It will be understood by one having ordinary skill in the art that construction of the described invention and other components is not limited to any specific material. Other exemplary embodiments of the invention disclosed herein may be formed from a wide variety of materials, unless described otherwise herein.

For purposes of this disclosure, the term “coupled” (in all of its forms, couple, coupling, coupled, etc.) generally means the joining of two components (electrical or mechanical) directly or indirectly to one another. Such joining may be stationary in nature or movable in nature. Such joining may be achieved with the two components (electrical or mechanical) and any additional intermediate members being integrally formed as a single unitary body with one another or with the two components. Such joining may be permanent in nature or may be removable or releasable in nature unless otherwise stated.

It is also important to note that the construction and arrangement of the elements of the invention as shown in the exemplary embodiments is illustrative only. Although only a few embodiments of the present innovations have been described in detail in this disclosure, those skilled in the art who review this disclosure will readily appreciate that many modifications are possible (e.g., variations in sizes, dimensions, structures, shapes and proportions of the various elements, values of parameters, mounting arrangements, use of materials, colors, orientations, etc.) without materially departing from the novel teachings and advantages of the subject matter recited. For example, elements shown as integrally formed may be constructed of multiple parts or elements shown as multiple parts may be integrally formed, the operation of the interfaces may be reversed or otherwise varied, the length or width of the structures and/or members or connector or other elements of the system may be varied, the nature or number of adjustment positions provided between the elements may be varied. It should be noted that the elements and/or assemblies of the system may be constructed from any of a wide variety of materials that provide sufficient strength or durability, in any of a wide variety of colors, textures, and combinations. Accordingly, all such modifications are intended to be included within the scope of the present innovations. Other substitutions, modifications, changes, and omissions may be made in the design, operating conditions, and arrangement of the desired and other exemplary embodiments without departing from the spirit of the present innovations.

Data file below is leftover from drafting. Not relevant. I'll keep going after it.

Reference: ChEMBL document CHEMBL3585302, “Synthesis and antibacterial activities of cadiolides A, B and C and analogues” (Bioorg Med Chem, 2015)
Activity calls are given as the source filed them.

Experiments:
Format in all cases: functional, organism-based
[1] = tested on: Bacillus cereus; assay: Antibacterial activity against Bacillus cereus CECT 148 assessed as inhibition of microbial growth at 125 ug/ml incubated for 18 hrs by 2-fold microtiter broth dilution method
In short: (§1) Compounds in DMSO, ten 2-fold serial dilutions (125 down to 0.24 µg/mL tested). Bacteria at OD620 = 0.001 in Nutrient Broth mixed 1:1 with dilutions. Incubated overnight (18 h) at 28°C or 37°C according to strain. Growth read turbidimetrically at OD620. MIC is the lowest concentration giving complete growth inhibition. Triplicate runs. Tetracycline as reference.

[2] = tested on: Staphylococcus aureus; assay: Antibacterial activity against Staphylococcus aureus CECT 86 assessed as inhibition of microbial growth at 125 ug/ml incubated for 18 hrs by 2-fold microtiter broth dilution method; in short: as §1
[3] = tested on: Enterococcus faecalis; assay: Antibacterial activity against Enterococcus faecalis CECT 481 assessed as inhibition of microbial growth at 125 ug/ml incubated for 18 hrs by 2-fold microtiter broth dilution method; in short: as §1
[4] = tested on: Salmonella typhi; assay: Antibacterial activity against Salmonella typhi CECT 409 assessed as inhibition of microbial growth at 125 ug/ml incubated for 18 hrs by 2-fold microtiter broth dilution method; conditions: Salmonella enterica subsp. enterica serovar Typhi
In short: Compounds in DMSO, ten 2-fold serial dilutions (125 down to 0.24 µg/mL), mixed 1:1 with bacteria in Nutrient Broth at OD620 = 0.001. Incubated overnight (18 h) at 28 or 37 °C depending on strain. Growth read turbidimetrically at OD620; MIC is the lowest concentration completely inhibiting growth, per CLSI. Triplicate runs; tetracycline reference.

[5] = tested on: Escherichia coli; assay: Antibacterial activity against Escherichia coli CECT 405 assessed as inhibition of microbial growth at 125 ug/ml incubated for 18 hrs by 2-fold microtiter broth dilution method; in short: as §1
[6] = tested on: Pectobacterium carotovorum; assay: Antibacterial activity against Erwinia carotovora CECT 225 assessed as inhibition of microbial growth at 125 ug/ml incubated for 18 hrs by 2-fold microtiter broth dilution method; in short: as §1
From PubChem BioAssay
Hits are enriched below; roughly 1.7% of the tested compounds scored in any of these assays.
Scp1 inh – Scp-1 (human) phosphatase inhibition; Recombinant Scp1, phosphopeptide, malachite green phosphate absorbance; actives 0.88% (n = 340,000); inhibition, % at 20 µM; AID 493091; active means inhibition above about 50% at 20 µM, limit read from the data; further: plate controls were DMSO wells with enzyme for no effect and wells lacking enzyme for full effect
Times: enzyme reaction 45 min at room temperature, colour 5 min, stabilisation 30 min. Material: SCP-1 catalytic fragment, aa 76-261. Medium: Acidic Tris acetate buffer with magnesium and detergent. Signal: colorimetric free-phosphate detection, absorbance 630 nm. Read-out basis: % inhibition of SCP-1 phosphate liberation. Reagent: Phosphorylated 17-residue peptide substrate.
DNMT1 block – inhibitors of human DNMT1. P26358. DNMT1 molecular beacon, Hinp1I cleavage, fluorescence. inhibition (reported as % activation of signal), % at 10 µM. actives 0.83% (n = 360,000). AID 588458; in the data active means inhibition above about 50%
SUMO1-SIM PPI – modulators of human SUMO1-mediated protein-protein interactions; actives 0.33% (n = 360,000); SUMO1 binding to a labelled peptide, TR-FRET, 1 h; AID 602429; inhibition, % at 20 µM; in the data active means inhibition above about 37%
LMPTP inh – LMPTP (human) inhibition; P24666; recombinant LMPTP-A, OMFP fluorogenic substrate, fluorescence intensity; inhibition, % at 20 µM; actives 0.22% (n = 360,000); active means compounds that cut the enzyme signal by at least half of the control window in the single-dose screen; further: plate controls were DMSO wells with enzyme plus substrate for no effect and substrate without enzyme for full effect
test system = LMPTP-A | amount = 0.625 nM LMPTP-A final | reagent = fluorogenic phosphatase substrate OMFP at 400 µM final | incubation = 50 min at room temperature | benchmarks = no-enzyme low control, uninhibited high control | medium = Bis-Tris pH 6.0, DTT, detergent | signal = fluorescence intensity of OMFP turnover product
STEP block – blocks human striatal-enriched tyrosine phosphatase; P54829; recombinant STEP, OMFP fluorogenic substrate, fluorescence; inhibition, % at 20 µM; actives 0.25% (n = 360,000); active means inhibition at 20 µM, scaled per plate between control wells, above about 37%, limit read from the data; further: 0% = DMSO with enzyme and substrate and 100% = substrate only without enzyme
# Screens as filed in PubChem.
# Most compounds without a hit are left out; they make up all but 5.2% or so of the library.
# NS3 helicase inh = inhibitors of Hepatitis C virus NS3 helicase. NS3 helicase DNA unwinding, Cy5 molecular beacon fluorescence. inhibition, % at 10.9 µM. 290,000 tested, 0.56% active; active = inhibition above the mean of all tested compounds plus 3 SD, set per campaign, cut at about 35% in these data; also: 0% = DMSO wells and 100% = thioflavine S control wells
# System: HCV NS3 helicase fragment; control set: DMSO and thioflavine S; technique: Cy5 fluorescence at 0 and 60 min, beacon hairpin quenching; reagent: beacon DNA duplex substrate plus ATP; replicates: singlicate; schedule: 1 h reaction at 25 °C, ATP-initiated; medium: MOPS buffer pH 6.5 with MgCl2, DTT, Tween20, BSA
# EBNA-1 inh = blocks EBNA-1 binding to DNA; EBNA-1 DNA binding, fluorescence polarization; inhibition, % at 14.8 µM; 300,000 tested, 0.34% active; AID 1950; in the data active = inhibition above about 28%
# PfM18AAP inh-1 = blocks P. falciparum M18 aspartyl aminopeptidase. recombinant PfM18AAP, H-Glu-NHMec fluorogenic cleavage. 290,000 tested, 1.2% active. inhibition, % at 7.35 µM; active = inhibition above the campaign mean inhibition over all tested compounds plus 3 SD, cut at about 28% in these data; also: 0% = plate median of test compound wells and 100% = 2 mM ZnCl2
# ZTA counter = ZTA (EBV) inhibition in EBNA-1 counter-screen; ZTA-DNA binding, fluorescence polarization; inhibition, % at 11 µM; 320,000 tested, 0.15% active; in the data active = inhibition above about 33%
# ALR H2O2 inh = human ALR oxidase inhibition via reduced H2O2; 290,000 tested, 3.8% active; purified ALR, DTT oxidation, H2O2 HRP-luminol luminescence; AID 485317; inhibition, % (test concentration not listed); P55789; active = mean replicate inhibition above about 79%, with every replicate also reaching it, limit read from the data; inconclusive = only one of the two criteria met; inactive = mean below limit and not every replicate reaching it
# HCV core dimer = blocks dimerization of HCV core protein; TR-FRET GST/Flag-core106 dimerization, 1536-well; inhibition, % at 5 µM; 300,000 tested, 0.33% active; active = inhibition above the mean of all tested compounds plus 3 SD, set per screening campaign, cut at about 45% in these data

It will be understood that any described processes or steps within described processes may be combined with other disclosed processes or steps to form structures within the scope of the present invention. The exemplary structures and processes disclosed herein are for illustrative purposes and are not to be construed as limiting.